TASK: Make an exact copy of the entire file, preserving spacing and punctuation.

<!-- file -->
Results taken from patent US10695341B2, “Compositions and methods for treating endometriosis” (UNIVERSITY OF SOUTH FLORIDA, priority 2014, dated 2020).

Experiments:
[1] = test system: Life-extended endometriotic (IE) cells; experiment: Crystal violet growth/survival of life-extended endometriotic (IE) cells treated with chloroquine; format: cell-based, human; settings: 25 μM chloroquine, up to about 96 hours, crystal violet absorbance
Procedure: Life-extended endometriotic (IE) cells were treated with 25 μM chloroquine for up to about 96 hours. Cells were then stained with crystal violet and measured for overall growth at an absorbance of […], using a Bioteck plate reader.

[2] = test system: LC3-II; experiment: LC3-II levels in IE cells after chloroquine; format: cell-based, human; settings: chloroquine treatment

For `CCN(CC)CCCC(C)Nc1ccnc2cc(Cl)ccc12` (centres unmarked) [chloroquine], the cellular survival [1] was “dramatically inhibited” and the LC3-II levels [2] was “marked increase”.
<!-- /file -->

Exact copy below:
Results taken from patent US10695341B2, “Compositions and methods for treating endometriosis” (UNIVERSITY OF SOUTH FLORIDA, priority 2014, dated 2020).

Experiments:
[1] = test system: Life-extended endometriotic (IE) cells; experiment: Crystal violet growth/survival of life-extended endometriotic (IE) cells treated with chloroquine; format: cell-based, human; settings: 25 μM chloroquine, up to about 96 hours, crystal violet absorbance
Procedure: Life-extended endometriotic (IE) cells were treated with 25 μM chloroquine for up to about 96 hours. Cells were then stained with crystal violet and measured for overall growth at an absorbance of […], using a Bioteck plate reader.

[2] = test system: LC3-II; experiment: LC3-II levels in IE cells after chloroquine; format: cell-based, human; settings: chloroquine treatment

For `CCN(CC)CCCC(C)Nc1ccnc2cc(Cl)ccc12` (centres unmarked) [chloroquine], the cellular survival [1] was “dramatically inhibited” and the LC3-II levels [2] was “marked increase”.